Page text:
The road to Rishi Sunak’s Brexit deal began in a dingy conference suite at a Sharm el-Sheikh hotel and ended in the ornate splendor of Windsor Castle’s White Drawing Room.
In symbolically gilded surroundings, a grinning Ursula von der Leyen gripped the hand of King Charles amid hopes for a new golden era of relations between Britain and the EU.
The EU Commission president could barely contain her relief at striking an agreement that both sides hope will put an end to more than two years of bitter cross-Channel griping.
Yet true to form, the historic tete-a-tete almost never happened, with not even the involvement of the well-oiled royal machine able to keep the Brexit chaos at bay.
The build-up served as a mini-summary of the freight negotiations. The plan for the meeting was leaked, followed swiftly by a false dawn as it was canceled almost immediately.
Next came an outcry from Tory MPs and members of the DUP, who accused the Government of politicizing the monarch by dragging him into the Northern Ireland row.
It was not until Monday morning that officials confirmed the gathering was back on, but even then No 10 and the Palace traded barbs as each claimed it was the other side’s idea.
Mrs von der Leyen, caught in the middle of this very British constitutional row, performed a deft diplomatic side-step by conspicuously avoiding all mention of the Protocol.
In her summary of the talks she made reference only to the “joint challenges and duties” the UK faces, putting particular emphasis on climate change which is close to the King’s heart.
Eventually, all was well that ended well, as evidenced by Mrs von der Leyen’s beaming smile. She and Mr. Sunak will now be hoping their Brexit deal enjoys a similarly happy fate.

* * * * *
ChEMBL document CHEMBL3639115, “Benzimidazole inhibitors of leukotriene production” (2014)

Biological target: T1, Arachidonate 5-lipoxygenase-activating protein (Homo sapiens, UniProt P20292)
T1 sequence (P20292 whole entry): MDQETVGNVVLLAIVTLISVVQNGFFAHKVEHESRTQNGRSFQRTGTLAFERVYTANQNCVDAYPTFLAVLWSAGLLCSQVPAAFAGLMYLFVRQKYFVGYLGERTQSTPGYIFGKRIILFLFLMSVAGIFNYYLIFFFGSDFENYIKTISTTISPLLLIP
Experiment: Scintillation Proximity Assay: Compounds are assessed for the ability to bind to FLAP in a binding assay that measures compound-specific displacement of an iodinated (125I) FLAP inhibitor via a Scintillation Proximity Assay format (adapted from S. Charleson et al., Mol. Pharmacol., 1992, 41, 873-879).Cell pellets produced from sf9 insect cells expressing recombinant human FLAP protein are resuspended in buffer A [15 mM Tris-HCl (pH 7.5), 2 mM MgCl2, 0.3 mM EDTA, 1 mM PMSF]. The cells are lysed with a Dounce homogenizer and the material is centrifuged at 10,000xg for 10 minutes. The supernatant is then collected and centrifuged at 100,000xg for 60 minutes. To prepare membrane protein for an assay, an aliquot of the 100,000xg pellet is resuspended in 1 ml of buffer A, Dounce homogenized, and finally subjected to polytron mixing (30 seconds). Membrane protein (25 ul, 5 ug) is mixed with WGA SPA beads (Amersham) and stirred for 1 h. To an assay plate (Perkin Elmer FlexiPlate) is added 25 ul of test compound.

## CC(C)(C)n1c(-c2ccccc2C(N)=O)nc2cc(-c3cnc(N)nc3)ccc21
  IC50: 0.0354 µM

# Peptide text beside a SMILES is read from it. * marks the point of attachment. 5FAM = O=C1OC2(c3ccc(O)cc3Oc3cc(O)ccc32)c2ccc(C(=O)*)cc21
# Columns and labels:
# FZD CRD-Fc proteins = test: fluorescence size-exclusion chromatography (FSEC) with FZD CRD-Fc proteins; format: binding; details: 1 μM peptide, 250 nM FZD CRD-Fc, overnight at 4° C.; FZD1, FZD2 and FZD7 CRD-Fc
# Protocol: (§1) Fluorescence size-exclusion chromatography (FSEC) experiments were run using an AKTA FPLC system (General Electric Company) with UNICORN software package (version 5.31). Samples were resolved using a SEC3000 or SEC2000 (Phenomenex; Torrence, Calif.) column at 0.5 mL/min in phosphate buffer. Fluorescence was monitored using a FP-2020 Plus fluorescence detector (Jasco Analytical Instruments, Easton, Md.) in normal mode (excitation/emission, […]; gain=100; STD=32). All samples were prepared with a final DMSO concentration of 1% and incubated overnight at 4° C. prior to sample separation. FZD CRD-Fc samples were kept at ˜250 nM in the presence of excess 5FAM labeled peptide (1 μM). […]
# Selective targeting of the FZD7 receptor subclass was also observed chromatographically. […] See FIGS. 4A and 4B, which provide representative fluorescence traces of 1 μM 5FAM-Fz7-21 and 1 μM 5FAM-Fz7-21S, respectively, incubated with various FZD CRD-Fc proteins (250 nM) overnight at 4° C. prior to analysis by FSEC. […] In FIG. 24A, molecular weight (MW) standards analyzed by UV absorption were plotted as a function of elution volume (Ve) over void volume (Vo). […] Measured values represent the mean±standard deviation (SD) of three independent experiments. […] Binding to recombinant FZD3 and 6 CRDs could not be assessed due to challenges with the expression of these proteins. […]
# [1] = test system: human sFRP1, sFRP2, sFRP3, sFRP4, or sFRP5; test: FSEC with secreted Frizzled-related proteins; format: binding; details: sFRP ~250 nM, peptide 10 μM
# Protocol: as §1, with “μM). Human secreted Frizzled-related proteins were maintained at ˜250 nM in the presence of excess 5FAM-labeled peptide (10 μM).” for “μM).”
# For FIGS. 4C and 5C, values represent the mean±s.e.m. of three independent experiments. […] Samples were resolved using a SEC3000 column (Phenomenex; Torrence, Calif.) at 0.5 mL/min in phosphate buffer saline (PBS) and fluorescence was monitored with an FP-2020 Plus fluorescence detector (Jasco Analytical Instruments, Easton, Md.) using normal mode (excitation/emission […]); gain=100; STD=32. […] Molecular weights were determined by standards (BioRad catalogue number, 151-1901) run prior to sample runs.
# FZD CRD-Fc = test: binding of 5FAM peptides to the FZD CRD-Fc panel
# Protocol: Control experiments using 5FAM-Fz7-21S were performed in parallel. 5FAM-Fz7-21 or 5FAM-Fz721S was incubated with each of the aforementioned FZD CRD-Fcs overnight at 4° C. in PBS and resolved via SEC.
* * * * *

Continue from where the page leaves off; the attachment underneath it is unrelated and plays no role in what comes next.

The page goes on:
The day began with the EU Commission boss striding off the 8.52am Eurostar from Brusselsleaving a gaggle of officials struggling to keep up.
“I’m looking forward to turning a page and opening a new chapter with our partner and friend,” she said as she made her way to Windsor. to sign on the dotted line. On every way she met two builders and posed for a picture with them – another moment of symbolism as London and Brussels look to construct a new, more solid partnership.
She was greeted outside the Fairmont Hotel, a stone’s throw from where the Magna Carta was signed, by Mr. Sunak, who gestured to three bronze statues of running horses. The Prime Minister had come prepared with a present for Stephanie Riso, the French deputy head of Mrs von der Leyen’s Cabinet, who attended the final talks on her birthday.
After briefly posing for the cameras, the pair got down to work jointly preparing for a press conference over a lunch of cucumber and coronation chicken sandwiches.
Another symbolic venue had been chosen for it in the form of Windsor Guildhall, the historic building where King Charles, then Prince of Wales, married Camilla.
The teamwork paid off as both leaders navigated a series of tricky questions. Mr. Sunak talked up the new deal as a major change to the original Protocol without being contradicted.
Mrs von der Leyen navigated a bear trap on the role of European judges under the deal – a red rag to the Eurosceptic bull – by delivering a firm but diplomatically understated answer.
Their joint performance was further evidence of the remarkable upturn in relations between the two sides that has taken place since Mr. Sunak took the reins in October.
It is an improvement that started at the pair’s very first meeting in early Novemberwhich took place in a small meeting room on the fringes of the Cop27 climate summit in Egypt.
Officials involved in the talks said it could not be underestimated how much that first positive impression helped break down barriers and led to the EU making major concessions.
James Cleverly, the Foreign Secretary, then took up the baton and bonded with Brussels negotiator Maros Sefcovic, a burly Slovak, over a shared love of Yes, Minister.